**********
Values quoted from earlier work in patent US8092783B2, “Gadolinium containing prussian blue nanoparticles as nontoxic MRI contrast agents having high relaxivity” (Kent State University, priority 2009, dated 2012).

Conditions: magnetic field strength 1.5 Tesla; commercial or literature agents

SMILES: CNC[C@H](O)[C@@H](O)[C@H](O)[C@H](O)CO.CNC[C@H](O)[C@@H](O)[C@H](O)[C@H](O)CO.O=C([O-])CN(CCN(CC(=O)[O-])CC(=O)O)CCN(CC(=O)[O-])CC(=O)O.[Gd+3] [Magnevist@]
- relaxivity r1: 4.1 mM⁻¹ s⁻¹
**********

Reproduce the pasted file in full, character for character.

Values quoted from earlier work in patent US8092783B2, “Gadolinium containing prussian blue nanoparticles as nontoxic MRI contrast agents having high relaxivity” (Kent State University, priority 2009, dated 2012).

Conditions: magnetic field strength 1.5 Tesla; commercial or literature agents

SMILES: CNC[C@H](O)[C@@H](O)[C@H](O)[C@H](O)CO.CNC[C@H](O)[C@@H](O)[C@H](O)[C@H](O)CO.O=C([O-])CN(CCN(CC(=O)[O-])CC(=O)O)CCN(CC(=O)[O-])CC(=O)O.[Gd+3] [Magnevist@]
- relaxivity r1: 4.1 mM⁻¹ s⁻¹